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The Kashubs: Past and Present

Past and Present

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Edited By Cezary Obracht-Prondzynski and Tomasz Wicherkiewicz

The Kashubs, a regional autochthonous group inhabiting northern Poland, represent one of the most dynamic ethnic groups in Europe. As a community, they have undergone significant political, social, economic and cultural change over the last hundred years. At the beginning of the twentieth century, the Kashubs were citizens of Germany. In the period between the two World Wars they were divided between three political entities: the Republic of Poland, the Free City of Danzig and Germany. During the Second World War, many Kashubs were murdered, and communist Poland subsequently tried to destroy the social ties that bound the community together. The year 1989 finally brought about a democratic breakthrough, at which point the Kashubs became actively engaged in the construction of their regional identity, with the Kashubian language performing a particularly important role.
This volume is the first scholarly monograph on the history, culture and language of the Kashubs to be published in English since 1935. The book systematically explores the most important aspects of Kashubian identity – national, regional, linguistic, cultural and religious – from both historical and contemporary perspectives.

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Jerzy TrederThe Kashubian Language and its Dialects: The Range of Use 75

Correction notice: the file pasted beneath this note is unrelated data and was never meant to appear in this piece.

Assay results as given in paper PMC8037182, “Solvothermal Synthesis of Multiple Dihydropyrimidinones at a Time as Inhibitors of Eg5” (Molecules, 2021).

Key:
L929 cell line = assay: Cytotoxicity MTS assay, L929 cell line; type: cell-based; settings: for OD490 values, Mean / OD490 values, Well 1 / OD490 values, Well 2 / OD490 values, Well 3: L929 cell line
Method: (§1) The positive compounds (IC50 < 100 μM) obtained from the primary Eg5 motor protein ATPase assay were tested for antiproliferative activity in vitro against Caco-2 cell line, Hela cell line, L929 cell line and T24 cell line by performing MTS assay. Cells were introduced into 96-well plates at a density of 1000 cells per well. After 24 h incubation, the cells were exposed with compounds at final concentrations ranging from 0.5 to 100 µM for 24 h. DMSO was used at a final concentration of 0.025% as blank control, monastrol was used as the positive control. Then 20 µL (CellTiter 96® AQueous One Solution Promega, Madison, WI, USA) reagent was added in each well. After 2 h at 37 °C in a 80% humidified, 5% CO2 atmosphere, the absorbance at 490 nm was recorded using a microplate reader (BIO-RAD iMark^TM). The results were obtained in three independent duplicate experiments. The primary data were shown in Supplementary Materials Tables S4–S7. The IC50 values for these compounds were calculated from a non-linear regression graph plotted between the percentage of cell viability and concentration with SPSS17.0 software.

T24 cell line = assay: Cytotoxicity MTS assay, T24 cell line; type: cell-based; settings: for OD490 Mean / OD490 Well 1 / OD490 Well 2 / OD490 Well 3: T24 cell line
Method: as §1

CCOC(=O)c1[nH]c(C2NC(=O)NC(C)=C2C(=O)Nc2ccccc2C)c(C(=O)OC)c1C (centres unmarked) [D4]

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Jerzy Treder The Kashubian Language and its Dialects: The Range of Use Kashubian as a Slavonic language If the notion of language is attributed to an ethno-cultural group (and not to a nation-state), its distinct identity depends primarily on such factors as: a) suf ficient distinctness of the linguistic sphere; b) its own literary tradition; c) deliberate development of the language, literature and culture; d) considerable specificity of the socio-cultural sphere; e) a feeling of separateness shared by the intellectual elite as well as the community at large. If this is the case, then Kashubian (in particular in its written literary form) should be treated as a language (Treder 1990: 80–1). Kashubian is one of the Slavonic languages. It has emerged gradually from the Proto-Slavonic as one of the Pomeranian dialects within the Lekhitic languages (see below). Almost from the outset it has been subject to inf luence from Polish dialects, and later also from literary Polish, as well as interferences from German. The most important ancient distinctive fea- tures of Kashubian are: the evolution of Proto-Slavonic *ę ≥ i, later also ë ( jastrzib, jastrzëba ‘hawk’); so-called ‘Kashubation’ (sedzec, Polish siedzieć ‘sit’); vowel shwa (ë – Kaszëbë, Polish Kaszuby ‘Kashubia’); af fricatisation of consonants k’, g’ ≥ cz, dż (taczé nodżi, Polish takie nogi ‘such legs’). The status and position of Kashubian, as the only survivor of the his- torical dialects of Pomerania on the southern coast of the Baltic Sea, has 76 Jerzy Treder been subject to heated discussion in the...

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